Suggested Citation

  • Paraskevas Lekeas & Giorgos Stamatopoulos, 2016. "Cooperative Games with Externalities and Probabilistic Coalitional Beliefs," Working Papers 1605, University of Crete, Department of Economics.
  • Handle: RePEc:crt:wpaper:1605

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    References listed on IDEAS

    1. Norde, Henk & Pham Do, Kim Hang & Tijs, Stef, 2002. "Oligopoly games with and without transferable technologies," Mathematical Social Sciences, Elsevier, vol. 43(2), pages 187-207, March.
    2. Marini, Marco A. & Currarini, Sergio, 2003. "A sequential approach to the characteristic function and the core in games with externalities," MPRA Paper 1689, University Library of Munich, Germany, revised 2003.
    3. Aymeric Lardon, 2012. "The γ-core in Cournot oligopoly TU-games with capacity constraints," Theory and Decision, Springer, vol. 72(3), pages 387-411, March.
    4. McKelvey Richard D. & Palfrey Thomas R., 1995. "Quantal Response Equilibria for Normal Form Games," Games and Economic Behavior, Elsevier, vol. 10(1), pages 6-38, July.
    5. Paraskevas Lekeas & Giorgos Stamatopoulos, 2014. "Cooperative oligopoly games with boundedly rational firms," Annals of Operations Research, Springer, vol. 223(1), pages 255-272, December.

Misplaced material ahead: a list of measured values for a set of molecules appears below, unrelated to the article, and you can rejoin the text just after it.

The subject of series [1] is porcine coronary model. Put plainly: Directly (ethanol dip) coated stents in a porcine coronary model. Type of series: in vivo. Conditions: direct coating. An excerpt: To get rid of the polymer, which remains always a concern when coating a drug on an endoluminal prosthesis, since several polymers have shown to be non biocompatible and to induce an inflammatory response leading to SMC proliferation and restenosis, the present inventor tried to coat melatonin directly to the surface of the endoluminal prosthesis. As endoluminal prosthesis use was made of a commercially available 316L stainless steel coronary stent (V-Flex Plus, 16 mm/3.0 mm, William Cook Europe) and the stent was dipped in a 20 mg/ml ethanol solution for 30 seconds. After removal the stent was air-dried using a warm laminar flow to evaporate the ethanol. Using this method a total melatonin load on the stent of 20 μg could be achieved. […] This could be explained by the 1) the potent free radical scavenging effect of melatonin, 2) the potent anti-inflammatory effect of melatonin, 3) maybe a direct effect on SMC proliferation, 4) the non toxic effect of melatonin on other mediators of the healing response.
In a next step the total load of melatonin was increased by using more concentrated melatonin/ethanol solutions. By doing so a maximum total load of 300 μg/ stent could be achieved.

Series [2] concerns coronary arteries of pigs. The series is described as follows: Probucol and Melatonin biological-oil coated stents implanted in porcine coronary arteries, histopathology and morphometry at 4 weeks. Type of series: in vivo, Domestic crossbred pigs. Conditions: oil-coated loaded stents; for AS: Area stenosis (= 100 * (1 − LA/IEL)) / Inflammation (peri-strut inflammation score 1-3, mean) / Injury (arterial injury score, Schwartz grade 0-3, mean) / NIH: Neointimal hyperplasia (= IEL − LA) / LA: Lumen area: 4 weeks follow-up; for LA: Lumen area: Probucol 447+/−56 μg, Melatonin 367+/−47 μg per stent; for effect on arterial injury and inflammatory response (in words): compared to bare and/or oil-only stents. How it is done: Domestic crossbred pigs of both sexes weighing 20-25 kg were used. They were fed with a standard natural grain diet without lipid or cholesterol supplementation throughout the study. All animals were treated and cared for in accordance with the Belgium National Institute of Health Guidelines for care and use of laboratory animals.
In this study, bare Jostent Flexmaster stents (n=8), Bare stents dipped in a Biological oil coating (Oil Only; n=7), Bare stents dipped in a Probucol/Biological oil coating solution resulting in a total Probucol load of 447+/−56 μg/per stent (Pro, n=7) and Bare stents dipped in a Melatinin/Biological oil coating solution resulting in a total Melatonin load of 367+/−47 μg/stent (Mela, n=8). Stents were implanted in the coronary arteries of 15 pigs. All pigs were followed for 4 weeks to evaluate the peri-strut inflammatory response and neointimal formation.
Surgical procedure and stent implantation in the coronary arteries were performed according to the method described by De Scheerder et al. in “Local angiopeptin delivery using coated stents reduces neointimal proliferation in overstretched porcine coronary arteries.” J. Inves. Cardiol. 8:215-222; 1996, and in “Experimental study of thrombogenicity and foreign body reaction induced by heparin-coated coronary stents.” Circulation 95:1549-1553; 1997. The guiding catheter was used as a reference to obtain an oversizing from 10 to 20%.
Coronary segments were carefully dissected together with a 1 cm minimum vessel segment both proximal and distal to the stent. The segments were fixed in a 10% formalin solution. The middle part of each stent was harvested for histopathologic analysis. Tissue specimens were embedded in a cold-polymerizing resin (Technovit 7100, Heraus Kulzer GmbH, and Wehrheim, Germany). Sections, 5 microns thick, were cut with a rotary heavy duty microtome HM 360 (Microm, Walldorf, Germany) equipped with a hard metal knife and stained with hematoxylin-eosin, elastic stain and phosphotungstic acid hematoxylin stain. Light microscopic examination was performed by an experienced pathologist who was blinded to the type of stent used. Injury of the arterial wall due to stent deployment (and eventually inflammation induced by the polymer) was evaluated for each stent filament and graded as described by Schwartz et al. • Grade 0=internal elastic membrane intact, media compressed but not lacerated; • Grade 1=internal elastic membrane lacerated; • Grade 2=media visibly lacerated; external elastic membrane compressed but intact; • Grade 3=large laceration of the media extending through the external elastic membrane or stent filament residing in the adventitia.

6. Acemoglu, Daron & Jensen, Martin Kaae, 2013. "Aggregate comparative statics," Games and Economic Behavior, Elsevier, vol. 81(C), pages 27-49.
    7. Rajan, Roby, 1989. "Endogenous Coalition Formation in Cooperative Oligopolies," International Economic Review, Department of Economics, University of Pennsylvania and Osaka University Institute of Social and Economic Research Association, vol. 30(4), pages 863-876, November.
    8. Zhao, J, 1996. "A B-Core Existence Result and its Application to Oligopoly Markets," ISER Discussion Paper 0418, Institute of Social and Economic Research, Osaka University.
    9. Huang, Chen-Ying & Sjostrom, Tomas, 2003. "Consistent solutions for cooperative games with externalities," Games and Economic Behavior, Elsevier, vol. 43(2), pages 196-213, May.
    10. Aymeric Lardon, 2018. "Convexity of Bertrand oligopoly TU-games with differentiated products," Post-Print halshs-00544056, HAL.
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    More about this item


    aggregative game; cooperative game; core; stochastic dominance;

    JEL classification:

    • C71 - Mathematical and Quantitative Methods - - Game Theory and Bargaining Theory - - - Cooperative Games